It's OK, your carbon footprint increase is negligible. The bus already runs, so unless you've pushed it over the magical number where they put another bus on, hardly any increase there at all.
The true magic of public transport! You can let your wife have the rollerblades back in compensation.
I haven't had to do the same since I moved back to NZ but I hear it's just the same, except you wait at different places in the process.
I think that's it's on the same, or I'd argue, largely the same with some differences, because of a lack of money, expertise, resources, beds etc in NZ. If you threw more money into the NZ system, you could come out with shorter queues. If you threw more money into the US system, you'd most likely come out with bigger profits for the HMOs, and the same length queues.
Here the medical system largely cares about patients, health, best outcomes, short waiting lists. There the care that parts of the system (health care professionals) put into that have been distorted by HMOs/insurance/profits.
Ben - I was more referring to totally non-urgent stuff, no sane hospital in the US or NZ is not going to do the same thing (but woe betide you if in the US your HMO thinks you possibly could have rung them to get permission first, you may be stuck with the bill).
A friend of mine was in a car accident recently, and her insurance disputed the cost of the ambulance that took her to hospital (but not the cost of the hospital care itself). The accident wasn't life-threatening, but it was certainly worthy of a trip in an ambulance, especially given that her car was totalled. Eventually they agreed to split the cost, which for a short ambulance trip was something like $4000 US.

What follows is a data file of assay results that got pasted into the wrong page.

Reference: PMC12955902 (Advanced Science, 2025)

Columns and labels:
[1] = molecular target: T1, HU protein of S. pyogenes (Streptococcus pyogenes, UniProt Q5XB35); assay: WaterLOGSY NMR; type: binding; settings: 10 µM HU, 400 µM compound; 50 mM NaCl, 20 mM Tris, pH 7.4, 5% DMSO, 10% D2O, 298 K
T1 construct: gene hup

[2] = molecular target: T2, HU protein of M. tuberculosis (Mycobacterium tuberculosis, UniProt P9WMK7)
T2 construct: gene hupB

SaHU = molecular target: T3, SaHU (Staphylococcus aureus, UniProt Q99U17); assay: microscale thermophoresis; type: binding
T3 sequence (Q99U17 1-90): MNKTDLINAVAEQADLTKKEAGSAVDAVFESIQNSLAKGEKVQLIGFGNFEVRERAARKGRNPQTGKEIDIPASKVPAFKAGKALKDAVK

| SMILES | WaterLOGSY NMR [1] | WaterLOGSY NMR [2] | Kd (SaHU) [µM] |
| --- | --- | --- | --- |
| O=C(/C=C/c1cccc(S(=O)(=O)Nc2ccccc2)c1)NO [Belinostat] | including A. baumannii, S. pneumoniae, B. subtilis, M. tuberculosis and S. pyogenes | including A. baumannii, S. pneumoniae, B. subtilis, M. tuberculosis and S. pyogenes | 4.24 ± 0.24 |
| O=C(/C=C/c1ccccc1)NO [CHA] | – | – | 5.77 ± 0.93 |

There are unfortunately lots of ways to be screwed by your HMO it seems. It astounds me that people should have to worry about these things before seeking urgent medical care.
Have we learned nothing from the teachings of Homer?
I must have missed that episode of The Simpsons. Or is that in the upcoming movie?
So how do they measure it?
In general, you could be considered to be on a site if you continuously 'hit' pages within it, without a break of longer than 5 minutes. Or 10 minutes. Depends on the type of site - PA you'd say longer because it has long pages of comments, and decent length blog entries.
So if you moved around the site, going to a new page every few minutes, it'd measure the total amount of time without that break, and record that.
If you did as you do, and left the page open without clicking links of posting replies, it wouldn't measure that total time, as you wouldn't have hit the server for those hours.
What about all the money wasted on faceless bureaucrats and unnecessary form filling by our GPs?
Stories told to me by friends about their experiences with the US health system, insurance companies, etc, make our system look sane and efficient in comparison.
Seriously, monkeys on acid could design a better health system than some of the moronic things I've heard. It'll be interesting to see what Michael Moore's Sicko movie has to say and the reaction to it.